The Church of Jesus Christ of Latter-day Saints, or the Mormon Church, holds a distinctive place in the global religious and financial landscape. With iconic temples, memorable commercials, and even a Broadway parody in "The Book of Mormon," it wields considerable influence, counting 17 million members worldwide, including 200,000 in Canada.
Despite not being the largest faith, it ranks among the wealthiest. This documentary explores the complex relationship between the Mormon Church and its finances, with a focus on Canada, where allegations of tax avoidance and questionable financial practices have surfaced.
The Mormon Church presents itself as a religious entity with a strong focus on financial acumen, sparking debates about whether it operates more as a business than a faith. This discrepancy raises questions about why a religion rooted in faith requires such substantial wealth.
The church's financial practices, particularly regarding taxation, have faced intense scrutiny. Nigel Kennett, an accountant and devout Mormon, questioned the use of tithing money when he examined the church's financial records. His concerns triggered further investigations into the church's financial dealings.
Tithing, a core tenet of Mormonism, mandates members to contribute ten percent of their income to the church, ostensibly for humanitarian and charitable purposes. However, revelations have raised doubts about whether these contributions genuinely align with these principles.
One contentious issue is the substantial transfer of Canadian tithing funds to Brigham Young University (BYU) in the United States, facilitated by legal loopholes. This practice raises concerns about the use of Canadian donations to support an American institution, particularly given BYU's restrictive policies toward LGBTQ+ students.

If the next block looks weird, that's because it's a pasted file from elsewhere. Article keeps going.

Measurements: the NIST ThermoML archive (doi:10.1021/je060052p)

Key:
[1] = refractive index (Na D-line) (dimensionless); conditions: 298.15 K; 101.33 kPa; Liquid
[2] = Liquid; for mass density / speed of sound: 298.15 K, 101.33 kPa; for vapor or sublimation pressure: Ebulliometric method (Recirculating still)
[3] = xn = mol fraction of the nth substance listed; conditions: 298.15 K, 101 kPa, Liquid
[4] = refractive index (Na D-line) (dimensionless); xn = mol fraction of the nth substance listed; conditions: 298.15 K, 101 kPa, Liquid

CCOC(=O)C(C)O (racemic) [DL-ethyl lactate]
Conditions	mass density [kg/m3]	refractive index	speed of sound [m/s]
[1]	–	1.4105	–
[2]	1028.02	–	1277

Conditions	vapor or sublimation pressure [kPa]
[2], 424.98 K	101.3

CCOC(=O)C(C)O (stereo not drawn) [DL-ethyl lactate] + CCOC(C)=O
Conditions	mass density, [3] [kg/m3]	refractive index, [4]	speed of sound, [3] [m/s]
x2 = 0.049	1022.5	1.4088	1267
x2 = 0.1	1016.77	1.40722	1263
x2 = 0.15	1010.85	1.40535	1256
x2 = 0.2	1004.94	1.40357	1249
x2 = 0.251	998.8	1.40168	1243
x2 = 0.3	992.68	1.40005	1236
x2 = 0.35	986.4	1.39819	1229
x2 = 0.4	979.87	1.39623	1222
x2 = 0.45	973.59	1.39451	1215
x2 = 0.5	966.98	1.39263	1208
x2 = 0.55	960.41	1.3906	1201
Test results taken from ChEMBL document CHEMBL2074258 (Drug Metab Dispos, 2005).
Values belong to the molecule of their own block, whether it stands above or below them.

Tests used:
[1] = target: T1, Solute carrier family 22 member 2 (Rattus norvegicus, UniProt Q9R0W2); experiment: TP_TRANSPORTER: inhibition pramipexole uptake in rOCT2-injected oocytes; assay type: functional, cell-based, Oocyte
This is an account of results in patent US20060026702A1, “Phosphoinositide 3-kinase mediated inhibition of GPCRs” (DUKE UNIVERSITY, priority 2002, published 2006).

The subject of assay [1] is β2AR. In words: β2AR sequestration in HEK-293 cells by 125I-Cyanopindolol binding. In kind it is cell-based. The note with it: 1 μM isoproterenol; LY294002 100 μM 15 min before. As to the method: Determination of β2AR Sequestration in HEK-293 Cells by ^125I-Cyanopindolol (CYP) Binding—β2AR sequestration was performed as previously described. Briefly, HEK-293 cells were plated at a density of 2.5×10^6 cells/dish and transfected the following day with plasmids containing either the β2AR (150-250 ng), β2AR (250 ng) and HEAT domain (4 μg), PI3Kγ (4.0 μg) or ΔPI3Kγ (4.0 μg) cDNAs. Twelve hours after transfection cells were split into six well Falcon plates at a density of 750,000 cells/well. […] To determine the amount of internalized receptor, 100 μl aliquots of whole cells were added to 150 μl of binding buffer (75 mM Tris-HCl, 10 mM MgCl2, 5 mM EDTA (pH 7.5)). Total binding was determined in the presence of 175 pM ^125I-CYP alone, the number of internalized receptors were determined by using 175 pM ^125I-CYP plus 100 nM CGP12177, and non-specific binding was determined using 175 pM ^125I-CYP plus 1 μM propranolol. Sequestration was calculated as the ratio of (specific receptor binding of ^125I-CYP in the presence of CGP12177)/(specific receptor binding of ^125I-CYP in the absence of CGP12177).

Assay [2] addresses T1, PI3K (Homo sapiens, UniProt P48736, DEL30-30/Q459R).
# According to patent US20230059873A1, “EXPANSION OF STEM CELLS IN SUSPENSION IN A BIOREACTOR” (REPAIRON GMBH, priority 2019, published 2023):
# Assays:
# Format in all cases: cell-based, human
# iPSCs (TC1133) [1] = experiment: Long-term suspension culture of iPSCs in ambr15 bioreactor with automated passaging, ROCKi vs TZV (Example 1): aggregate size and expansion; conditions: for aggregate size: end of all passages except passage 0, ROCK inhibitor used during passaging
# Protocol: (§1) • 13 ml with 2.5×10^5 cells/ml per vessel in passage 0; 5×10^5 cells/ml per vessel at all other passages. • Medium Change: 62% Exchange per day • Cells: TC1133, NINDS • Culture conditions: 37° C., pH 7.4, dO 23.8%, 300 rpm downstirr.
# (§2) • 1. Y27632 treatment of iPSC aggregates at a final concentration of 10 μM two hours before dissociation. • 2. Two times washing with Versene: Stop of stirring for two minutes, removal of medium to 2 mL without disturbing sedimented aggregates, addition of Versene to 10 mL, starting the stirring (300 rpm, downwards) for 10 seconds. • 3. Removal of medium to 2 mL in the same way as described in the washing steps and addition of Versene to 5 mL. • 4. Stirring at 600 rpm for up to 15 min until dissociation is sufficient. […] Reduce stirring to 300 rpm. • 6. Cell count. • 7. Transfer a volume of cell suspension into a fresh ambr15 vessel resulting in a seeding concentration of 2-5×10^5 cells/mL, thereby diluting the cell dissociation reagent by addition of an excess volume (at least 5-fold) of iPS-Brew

Whistle-blowers like Ryan McKnight and Josh Biggley have exposed vast financial holdings, including stocks and real estate, valued at billions of dollars. These revelations challenge the church's portrayal of itself as primarily a religious institution with a secondary interest in business.
The accumulation of vast wealth through tax-free donations raises ethical questions about financial transparency. Critics argue that organizations funded primarily by tax-free donations should disclose their finances more openly. The church's financial practices, when compared to its stated values, create a dissonance that requires resolution.
Discrepancies in charitable donations across countries, the limited acceptance of LGBTQ+ individuals, and allegations of tax avoidance further compound these controversies. Members like Sue and Trevor, who left the church, demand refunds of their tithing money, viewing it as extorted rather than willingly given.
The Mormon Church faces increasing scrutiny over its financial practices, particularly in Canada. Calls for transparency and ethical financial behavior have intensified, challenging the church to reconcile its actions with its professed values and determine its future direction.
Directed by: Timothy Sawa